This type of strategy can be used to profit from a retracement movement in an instrument's price, by placing a pending buy limit order in advance to enter the market when the price retraces to a particular point (last low, or a support level), to ensure a greater probability of achieving a predetermined entry price.

The buy limit price is entered at a set level and the order will remain pending. Only when the instrument's price reaches the determined limit price, or the next session opening price surpasses the predefined entry level (in case of a very common weekend gap down opening), the buy limit order becomes a buy market order.

Buy Limit Order Example

A trader is watching the price action on the EUR/USD, and the main trend is up. After previously hitting a new low at 1.16300, the market is now consolidating at 1.21500. 

The trader believes if the price retraces down to the support level of 1.16300, then the trend will continue to go up, and would like to enter the market with a buy position. Thus, the option here is to place a pending buy limit order at 1.16300.

Once the EUR/USD price hits that level, the order is filled automatically at the current ask price and the pending buy limit order becomes a buy market order.

What is a Sell Limit Order

What is a Sell Limit Order with example

A sell limit order is a pending order to sell an asset at a specified higher price. It’s an order placed above the current market price, on a market trending down. Sell limit orders are a great way for trading retracements on bearish trends.

Bearish traders can place a sell limit order on the retracement level of a recent high (resistance level), in the hope that after the consolidation period, the underlying downtrend continues to make new lows.

This type of strategy can be used to profit from an downward movement in an instrument's price, by placing a pending sell limit order in advance to enter the market when the price retraces to a particular point (last high, or a resistance level), to ensure a greater probability of achieving a predetermined entry price.

The sell limit price is set at a determined level and the order will remain pending. Only when a security price reaches the determined limit price, or if in the next session the opening price surpasses the predefined entry level (in case of a very common weekend gap up opening), the sell limit order becomes a sell market order.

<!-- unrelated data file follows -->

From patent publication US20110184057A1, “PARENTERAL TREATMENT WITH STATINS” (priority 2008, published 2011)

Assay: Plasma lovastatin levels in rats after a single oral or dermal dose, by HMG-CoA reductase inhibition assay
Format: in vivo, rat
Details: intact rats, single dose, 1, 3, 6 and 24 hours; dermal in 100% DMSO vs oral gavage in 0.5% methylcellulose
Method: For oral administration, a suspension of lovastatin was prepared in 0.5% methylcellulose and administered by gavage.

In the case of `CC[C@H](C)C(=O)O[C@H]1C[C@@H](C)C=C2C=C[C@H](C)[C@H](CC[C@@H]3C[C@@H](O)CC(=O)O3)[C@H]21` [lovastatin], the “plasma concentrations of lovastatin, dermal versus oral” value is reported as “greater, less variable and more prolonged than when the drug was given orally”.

Sell Limit Order Example

A trader is watching the price action on the USD/CHF, and the main trend is down. After previously hitting a new low at 0.88850, the market is now consolidating at 0.89100. 

The trader believes if the price retraces up to the resistance level of 0.92900, then the trend will resume down, and would like to enter the market with a sell position. Thus, the option here is to place a pending sell limit order at 0.92900.

Once the USD/CHF price hits that level, the order is filled automatically at the current bid price and the pending sell limit order becomes a sell market order.

What is a Stop Loss Order

Traders use stop loss orders to limit potential losses. One of the most effective ways of limiting losses is through a pre-determined stop order, called a stop loss.

Below is an example of a buy stop order used in conjunction with a stop loss.

Buy Stop Order With Stop Loss

As you can see on the above Daily USD/CHF chart, there is a pending buy stop order at the price of 0.89202, above the last daily high. There is also a stop loss at the price level of 0.88802.

Thus, if the market moves up and fills the pending buy stop order at 0.89202, the stop loss level will be active at the set level of 0.888802, and there will no need to come back to the order and set a stop loss level.

If the trade becomes profitable by a certain number of pips, it is generally a good idea to move the stop loss in the profitable direction to protect some of the profit.

On a profitable long position, the stop loss order can be set to the breakeven level, or profit zone, to safeguard it against the chance of a market reversal against the currently profitable position.

Determining the profit threshold for when one should move the stop loss to protect the position, or the profit, is the tricky part.

Traders should set the stop loss to also allow for the trade to have room to breathe, to be free to develop, instead of setting a tight level and exiting the trade on an insignificant correction.

What is a Take Profit Order

As it is a good idea to have a stop loss order in place before placing a trade, it is a good idea to have a profit target in place. A pending limit order allows traders to exit the market at a pre-set profit goal, called a Take Profit.

Below is an example of a buy limit order used in conjunction with a stop loss and a take profit.

Buy Limit Order With Take Profit and Stop Loss

As you can see on the above Daily USD/CHF chart, there is a buy limit order set at the price of 0.88842, the R1 level. There’s also a predefined stop loss at 0.88532, 31 pips below the intended entry, and a predefined take profit at 0.89202, 36 pips above the intended entry price.